The video game industry is massive, with an estimated value between $160 billion and 180 billion. Thankfully, developers are finally working to make games more accessible, and new devices like Microsoft’s Xbox Adaptive Controller are allowing gamers with any level of function to play.
But before Microsoft and other companies focused on adaptive gaming, there was the QuadStick. Since 2014, the QuadStick has been the premier mouth-operated controller. The QuadStick FPS is one of three hands-free gaming devices in the QuadStick family. The controller works with all types of games but got its name from, and was designed especially for, first-person shooters. The QuadStick FPS is operated entirely by the user’s mouth and is appropriate for those with limited or no arm and hand function. As a C5-6 quadriplegic, I am not the target audience for a hands-free device, but I wanted to try the unit out to show what is possible for other gamers.
The QuadStick FPS is made up of a joystick, four sip-and-puff sensors, and a lip button. Each component can be customized to execute a different function on the computer or gaming console being used. For example, the joystick can be programmed to work as a mouse on a computer or as a joystick or D-pad on a video game controller. Similarly, the sip-and-puff sensors and lip button can be assigned so that a puff on the middle sensor works as the B button, or a sip on the right sensor engages the right trigger. While playing, the user can switch between modes to use the different joysticks and D-pad on the fly.
The QuadStick FPS can be attached to a mounting kit that can be connected to a wheelchair, desk, or bedside table. My demo unit came with the Flexible Mounting Arm Kit that is available on QuadStick.com for $105. I attached the kit to a bedside table and was able to move the table and adjust the height so that I could use the QuadStick FPS without a problem. Other mounting kits are available from QuadStick.com, or a customized mounting kit can be built with components found online.
During my time with the QuadStick FPS, I tested it with the Nintendo Switch and Xbox Series X. The controller works out of the box with the Switch, PS3 and PS4, Mac and Windows computers, Android, and iOS 13+, but needs an adapter to work with newer systems like the Series X and PS5. I used the Brook Super Converter for testing with the Series X.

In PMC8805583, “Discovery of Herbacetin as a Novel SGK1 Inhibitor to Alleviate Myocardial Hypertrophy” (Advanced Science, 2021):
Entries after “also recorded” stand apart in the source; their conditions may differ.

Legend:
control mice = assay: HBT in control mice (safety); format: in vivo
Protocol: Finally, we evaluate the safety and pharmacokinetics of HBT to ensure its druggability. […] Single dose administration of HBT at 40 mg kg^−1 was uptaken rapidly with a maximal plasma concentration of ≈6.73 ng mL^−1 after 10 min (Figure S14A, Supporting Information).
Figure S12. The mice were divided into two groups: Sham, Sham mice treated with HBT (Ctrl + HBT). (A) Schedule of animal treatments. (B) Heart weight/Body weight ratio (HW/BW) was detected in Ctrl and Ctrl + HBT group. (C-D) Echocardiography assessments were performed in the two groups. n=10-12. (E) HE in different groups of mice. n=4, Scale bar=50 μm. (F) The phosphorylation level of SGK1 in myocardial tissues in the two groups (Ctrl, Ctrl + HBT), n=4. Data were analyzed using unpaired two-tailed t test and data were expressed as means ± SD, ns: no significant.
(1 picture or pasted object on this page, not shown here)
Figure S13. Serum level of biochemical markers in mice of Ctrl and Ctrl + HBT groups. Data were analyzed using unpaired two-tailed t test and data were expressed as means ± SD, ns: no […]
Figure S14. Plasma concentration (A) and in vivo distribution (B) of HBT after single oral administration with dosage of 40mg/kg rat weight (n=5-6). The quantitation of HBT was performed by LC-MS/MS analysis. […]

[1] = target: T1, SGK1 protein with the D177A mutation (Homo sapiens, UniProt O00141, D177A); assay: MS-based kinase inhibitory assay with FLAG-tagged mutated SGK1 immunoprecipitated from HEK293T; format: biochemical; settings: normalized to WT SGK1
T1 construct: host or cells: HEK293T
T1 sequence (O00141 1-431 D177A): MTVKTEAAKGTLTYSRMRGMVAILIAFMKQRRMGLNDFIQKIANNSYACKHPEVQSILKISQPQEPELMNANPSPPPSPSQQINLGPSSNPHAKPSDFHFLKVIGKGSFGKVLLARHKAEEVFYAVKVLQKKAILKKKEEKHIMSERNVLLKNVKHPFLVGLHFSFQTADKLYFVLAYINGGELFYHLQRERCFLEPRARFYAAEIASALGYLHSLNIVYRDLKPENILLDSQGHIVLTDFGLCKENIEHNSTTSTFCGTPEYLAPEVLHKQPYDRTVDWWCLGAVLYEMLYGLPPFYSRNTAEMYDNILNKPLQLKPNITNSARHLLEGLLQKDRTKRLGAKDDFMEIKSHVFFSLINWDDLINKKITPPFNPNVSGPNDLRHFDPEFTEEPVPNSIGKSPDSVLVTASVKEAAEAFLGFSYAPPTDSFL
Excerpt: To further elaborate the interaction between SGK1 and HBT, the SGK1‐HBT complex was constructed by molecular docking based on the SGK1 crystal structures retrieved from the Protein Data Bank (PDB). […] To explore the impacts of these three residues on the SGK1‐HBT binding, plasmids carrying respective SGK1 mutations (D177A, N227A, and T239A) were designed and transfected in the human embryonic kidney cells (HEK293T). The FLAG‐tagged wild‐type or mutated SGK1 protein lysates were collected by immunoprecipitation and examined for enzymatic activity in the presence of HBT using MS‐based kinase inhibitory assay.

The QuadStick FPS works very well and I did not encounter any significant glitches while using it, but there is a learning curve. The sensors always registered my sips and puffs, but it took a while for me to learn the difference between a soft sip and a hard sip, and a soft puff and a hard puff. As any gamer would know, pressing the wrong button can be the difference between clearing a level and dying, so it is important to be accurate when you are playing. None of this was the fault of the controller or the software, but don’t expect to be a gaming god after a few sips and puffs.
The most difficult aspect of using the QuadStick FPS for me was remembering how to actually play a game with it. As one can imagine, it takes some creativity to put all the functions of a standard game controller into a device with one joystick, four sip-and-puff sensors, and a lip button. For example, the Xbox Series X controller has 11 buttons, two joysticks, and one D-pad. The fact that the creators of the QuadStick FPS can make this work is quite remarkable. However, memorizing how to make the buttons work was difficult, and I never got the hang of it completely. Fortunately, there are cheat sheets available that lay out the various commands for individual buttons. There were many times when I would have to pause a game just so I could look at the cheat sheet and plan my next move. As with anything new, it takes time and practice to learn. With more practice I am sure I would have become more proficient.
One of the best features of the QuadStick FPS made learning the sip-and-puff commands more difficult, but at the same time made games easier to play. The QuadStick Management Program is a Windows app that allows the user to customize their controller. Joystick sensitivity and the sip and puff threshold can be adjusted, firmware can be updated, and custom game profiles can be uploaded. The QuadStick FPS has a flash drive that can store 10 custom game profiles.
While I was testing the QuadStick FPS, I was able to download profiles for Breath of the Wild for the Nintendo Switch, as well as Assassin’s Creed: Valhalla and Cyberpunk 2077 for the Xbox Series X. These profiles, and many others, can be found and downloaded from the QuadStick forums. Once downloaded, the user can customize the profiles further, or load them directly to the QuadStick FPS. Custom profiles can also be built completely from scratch to suit the specific needs required of individual games. Learning different commands for every game is difficult, but it is worth it as it makes the games easier and more fun to play.
The QuadStick FPS is an excellent hands-free gaming controller for those with limited or no arm and hand function. It works with all of the major gaming consoles, Windows and Mac computers, and most current Android and iOS devices. It does take a lot of practice to get used to playing with the QuadStick FPS, but it is worth the effort as it opens a world of opportunities for long-time gamers and those looking to get into the hobby. The QuadStick FPS is available for $549.99 at QuadStick.com.